During the summer of 1973, the renowned civil rights attorney Joseph Rauh, Jr. delivered the featured speech at the annual fund-raising dinner of the Milwaukee Jewish Council. The audience, Rauh noted, surely expected him to address the burgeoning Watergate scandal, the attempt by Republican operatives tied to President Richard Nixon to break into Democratic National Committee offices during the 1972 campaign. Revulsion at Nixon was something a great many Jews could and did agree upon.
Instead, Rauh proceeded to bite the hands that were feeding him. “I want to express my deep and anguished concern that for the first time in my remembrance,” he said, “Jews and Jewish organizations are largely on the wrong side of the great civil rights issues of the day.”
Rauh went on to mention housing discrimination and bussing to desegregate public schools. But it was the last item in his list — affirmative action — that was arguably the most important factor splintering the mainstream of American Jewry from the African-Americans with whom it had both explicitly and implicitly allied in the Civil Rights Movement. In fact, by the mid-1970s, affirmative action, especially in college admissions, was understood in many Jewish circles to be a quota against Jews, tantamount to anti-Semitism.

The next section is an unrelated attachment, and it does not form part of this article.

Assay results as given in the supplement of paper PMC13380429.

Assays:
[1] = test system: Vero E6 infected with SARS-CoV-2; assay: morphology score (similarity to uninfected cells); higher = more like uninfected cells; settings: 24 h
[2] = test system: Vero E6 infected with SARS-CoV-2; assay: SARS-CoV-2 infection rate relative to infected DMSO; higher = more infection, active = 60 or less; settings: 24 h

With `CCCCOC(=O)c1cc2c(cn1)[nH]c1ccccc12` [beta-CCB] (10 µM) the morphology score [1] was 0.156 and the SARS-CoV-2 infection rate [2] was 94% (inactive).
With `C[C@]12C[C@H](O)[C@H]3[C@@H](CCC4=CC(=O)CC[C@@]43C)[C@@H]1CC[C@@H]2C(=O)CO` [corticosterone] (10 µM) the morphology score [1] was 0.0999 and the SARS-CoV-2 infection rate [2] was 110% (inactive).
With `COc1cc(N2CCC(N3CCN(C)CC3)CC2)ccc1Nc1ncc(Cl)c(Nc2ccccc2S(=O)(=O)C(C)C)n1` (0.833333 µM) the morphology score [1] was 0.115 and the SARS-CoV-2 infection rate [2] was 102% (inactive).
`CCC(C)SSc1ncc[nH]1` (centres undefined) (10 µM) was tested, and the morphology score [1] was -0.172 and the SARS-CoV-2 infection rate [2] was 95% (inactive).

Forty-five years after Rauh’s plaintive censure of his Milwaukee audience, a fictional descendant named Charlie Rosen-Mason stiff-leggedly stalked across the stage of “Admissions,” the penetrating drama by Joshua Harmon now playing at the Mitzi Newhouse Theater. The son of two prep-school educators — his WASP father Bill the headmaster, his Jewish mother Sherri the admissions director — Charlie has just learned that he’s been wait-listed by Yale. Meanwhile, his dream school has admitted Charlie’s best friend, the biracial son of a black teacher.
The drama that spins around that catalytic plot point makes for a compelling night of theater, in which liberal pieties about diversity are twisted, poked, and skewered and hardly any character escapes as anything less than a hypocrite. (“Admissions,” which runs through May 6, also has been nominated for a Drama Desk award.) It is a piece not just of art but social history, and as such, Harmon’s play speaks in piercingly specific ways about the persistence of the affirmative-action debate and about the shape-shift of American Jews over the past century from underdog to lapdog.